(Bloomberg) -- A giant state-owned Chinese commodities trader is nursing losses after a shipment of copper from Russia worth nearly $20 million went missing, reigniting fears over fraud in the often secretive market for buying and selling raw materials.

Wuchan Zhongda Group Co., which had sales of 580 billion yuan ($80 billion) in 2023, bought 2,000 tons of refined copper from a Russian smelter that should have been delivered last month. It never made it to port, according to people with knowledge of the incident.

Instead, the metal was listed as much cheaper granite and has likely ended up in Turkey, according to the records of the shipping line that handled the consignment, the people said, declining to be identified discussing a sensitive matter.

Staff from the Chinese company have visited Russia to investigate what happened, although they’ve been unable to determine where the smelter is even located, the people said. 

Wuchan Zhongda, based in the eastern province of Zhejiang, declined to comment.

The episode, while unlikely to have global repercussions, is the latest blow to international metals trading and its reputation. The sector has repeatedly found itself tangled in scams, including tales of fake warehouse receipts and containers filled with painted rocks. Trading behemoth Trafigura Group last year fell foul of a missing metals scheme that cost the firm over half a billion dollars.

Favorable Terms

Russia is one of the world’s biggest copper suppliers and China is the largest consumer. Western sanctions imposed on Russian commodities in the wake of the invasion of Ukraine are expanding commerce between the two nations, with Chinese buyers enjoying discounts and other favorable payment terms to keep trade flowing.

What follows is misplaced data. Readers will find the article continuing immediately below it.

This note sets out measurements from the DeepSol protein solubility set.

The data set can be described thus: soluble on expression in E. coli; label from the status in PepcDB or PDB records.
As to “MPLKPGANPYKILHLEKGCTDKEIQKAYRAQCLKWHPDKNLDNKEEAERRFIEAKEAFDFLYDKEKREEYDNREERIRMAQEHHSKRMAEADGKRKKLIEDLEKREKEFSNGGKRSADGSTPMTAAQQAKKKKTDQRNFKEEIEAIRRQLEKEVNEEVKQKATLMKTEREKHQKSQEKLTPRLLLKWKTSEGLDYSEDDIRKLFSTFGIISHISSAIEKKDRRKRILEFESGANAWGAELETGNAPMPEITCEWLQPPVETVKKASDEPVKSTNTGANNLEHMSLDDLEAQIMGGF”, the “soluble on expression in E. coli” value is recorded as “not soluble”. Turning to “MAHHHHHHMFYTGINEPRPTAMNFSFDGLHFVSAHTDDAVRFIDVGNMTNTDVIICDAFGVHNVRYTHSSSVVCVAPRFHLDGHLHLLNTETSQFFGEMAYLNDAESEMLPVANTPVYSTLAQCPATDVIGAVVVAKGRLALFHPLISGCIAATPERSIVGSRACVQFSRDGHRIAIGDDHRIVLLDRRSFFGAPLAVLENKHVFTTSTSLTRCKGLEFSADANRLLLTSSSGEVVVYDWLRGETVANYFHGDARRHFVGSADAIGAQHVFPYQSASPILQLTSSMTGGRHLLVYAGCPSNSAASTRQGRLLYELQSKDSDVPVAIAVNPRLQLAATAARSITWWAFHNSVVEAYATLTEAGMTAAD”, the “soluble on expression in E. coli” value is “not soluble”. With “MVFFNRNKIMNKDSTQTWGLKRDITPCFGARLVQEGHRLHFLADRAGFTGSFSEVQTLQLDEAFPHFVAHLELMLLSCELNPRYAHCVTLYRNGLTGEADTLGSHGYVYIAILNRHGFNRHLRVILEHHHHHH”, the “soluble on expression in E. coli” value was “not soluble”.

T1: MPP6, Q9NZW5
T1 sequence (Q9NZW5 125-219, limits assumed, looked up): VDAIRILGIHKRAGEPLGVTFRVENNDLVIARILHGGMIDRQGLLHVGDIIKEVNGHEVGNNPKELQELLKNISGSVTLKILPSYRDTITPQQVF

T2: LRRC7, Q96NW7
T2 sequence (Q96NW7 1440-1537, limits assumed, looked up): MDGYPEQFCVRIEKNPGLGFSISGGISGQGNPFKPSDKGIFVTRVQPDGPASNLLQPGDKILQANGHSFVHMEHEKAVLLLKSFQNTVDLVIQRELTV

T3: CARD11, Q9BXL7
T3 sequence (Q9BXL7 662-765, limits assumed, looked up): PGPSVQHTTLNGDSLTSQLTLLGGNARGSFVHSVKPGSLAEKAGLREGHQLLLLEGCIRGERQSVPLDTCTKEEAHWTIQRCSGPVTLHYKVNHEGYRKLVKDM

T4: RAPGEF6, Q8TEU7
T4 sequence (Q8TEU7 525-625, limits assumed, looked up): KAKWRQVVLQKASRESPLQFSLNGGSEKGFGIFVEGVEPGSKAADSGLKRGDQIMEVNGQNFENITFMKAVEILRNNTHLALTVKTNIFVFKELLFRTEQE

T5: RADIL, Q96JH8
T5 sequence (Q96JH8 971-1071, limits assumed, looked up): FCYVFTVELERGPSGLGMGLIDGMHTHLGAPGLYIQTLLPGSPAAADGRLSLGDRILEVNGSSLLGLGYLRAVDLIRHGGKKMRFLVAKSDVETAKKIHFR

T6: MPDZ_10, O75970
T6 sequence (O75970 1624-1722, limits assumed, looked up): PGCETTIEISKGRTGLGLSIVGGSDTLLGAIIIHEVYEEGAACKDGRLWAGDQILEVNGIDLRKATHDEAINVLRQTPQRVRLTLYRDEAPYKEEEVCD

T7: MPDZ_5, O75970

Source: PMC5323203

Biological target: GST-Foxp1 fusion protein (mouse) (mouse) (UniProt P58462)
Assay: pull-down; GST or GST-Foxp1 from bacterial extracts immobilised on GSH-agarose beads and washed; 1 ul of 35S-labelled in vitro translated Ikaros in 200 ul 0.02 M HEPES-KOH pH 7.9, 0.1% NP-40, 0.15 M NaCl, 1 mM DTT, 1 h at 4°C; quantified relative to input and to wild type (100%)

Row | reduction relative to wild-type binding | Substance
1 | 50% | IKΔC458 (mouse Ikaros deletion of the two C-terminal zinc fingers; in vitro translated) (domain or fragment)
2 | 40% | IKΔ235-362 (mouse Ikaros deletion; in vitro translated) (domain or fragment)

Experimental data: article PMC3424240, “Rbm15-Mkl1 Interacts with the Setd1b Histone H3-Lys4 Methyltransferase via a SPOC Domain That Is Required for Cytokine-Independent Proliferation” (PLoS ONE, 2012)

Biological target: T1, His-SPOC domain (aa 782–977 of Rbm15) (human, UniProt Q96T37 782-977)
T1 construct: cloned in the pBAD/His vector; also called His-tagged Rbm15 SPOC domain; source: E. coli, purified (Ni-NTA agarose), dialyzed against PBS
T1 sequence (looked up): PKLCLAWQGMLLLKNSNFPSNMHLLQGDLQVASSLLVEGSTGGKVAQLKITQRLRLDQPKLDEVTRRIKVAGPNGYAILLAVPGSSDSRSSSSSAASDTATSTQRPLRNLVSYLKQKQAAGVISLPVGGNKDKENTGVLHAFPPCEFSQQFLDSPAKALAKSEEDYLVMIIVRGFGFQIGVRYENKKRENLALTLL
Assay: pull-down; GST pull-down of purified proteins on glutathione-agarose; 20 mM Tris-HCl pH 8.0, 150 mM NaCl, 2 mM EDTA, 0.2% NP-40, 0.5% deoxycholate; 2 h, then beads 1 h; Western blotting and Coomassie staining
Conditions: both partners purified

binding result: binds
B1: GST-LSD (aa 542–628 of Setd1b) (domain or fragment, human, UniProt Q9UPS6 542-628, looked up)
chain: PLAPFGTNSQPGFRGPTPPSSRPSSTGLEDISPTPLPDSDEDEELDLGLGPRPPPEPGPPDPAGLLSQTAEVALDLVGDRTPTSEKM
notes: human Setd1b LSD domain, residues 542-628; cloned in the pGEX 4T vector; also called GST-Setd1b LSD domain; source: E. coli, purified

The risk is that advantageous conditions at a time of high metal prices could tempt Chinese traders into deals when the relationship with the supplier isn’t well established. Now, Chinese firms rattled by the most recent incident have started conducting internal checks on their own contracts with counterparties, according to the people.

Wuchan Zhongda purchased the metal from a Russian producer called Regional Metallurgical Co. late last year, the people said. The shipment was due to be sold on to a local trader, a common practice in China where smaller merchants take advantage of the bank credit available to bigger rivals.

Cash copper on the London Metal Exchange last traded at $9,821 a ton, so at today’s prices the consignment would be worth nearly $20 million. Last year, China’s total imports of refined copper averaged more than 300,000 tons a month, for use across a variety of industries including construction, power transmission and clean energy.

The cargo left Saint Petersburg at the beginning of this year and was scheduled to arrive at the Chinese port of Ningbo in late May, the people said, after being rerouted around the Cape of Good Hope to avoid conflict in the Red Sea.

On the Wire

China continues to issue heat warnings for Beijing and other regions.

China’s credit engine, which once powered industries and markets all over the world, is stuck in low gear – and set to stay there.

A worldwide shortage of mined copper ore may be starting to filter into refined production, with satellite analysis from Earth-i showing a fifth of smelting capacity for the key industrial metal was offline in May.

This Week’s Diary

(All times Beijing unless noted.)

Thursday, June 13:

  • China to release May aggregate financing & money supply by June 15
  • SNEC PV conference & exhibition in Shanghai, day 3

Friday, June 14:

  • China weekly iron ore port stockpiles
  • Shanghai exchange weekly commodities inventory, ~15:30
  • SNEC PV conference & exhibition in Shanghai, day 4

--With assistance from Winnie Zhu and Mark Burton.

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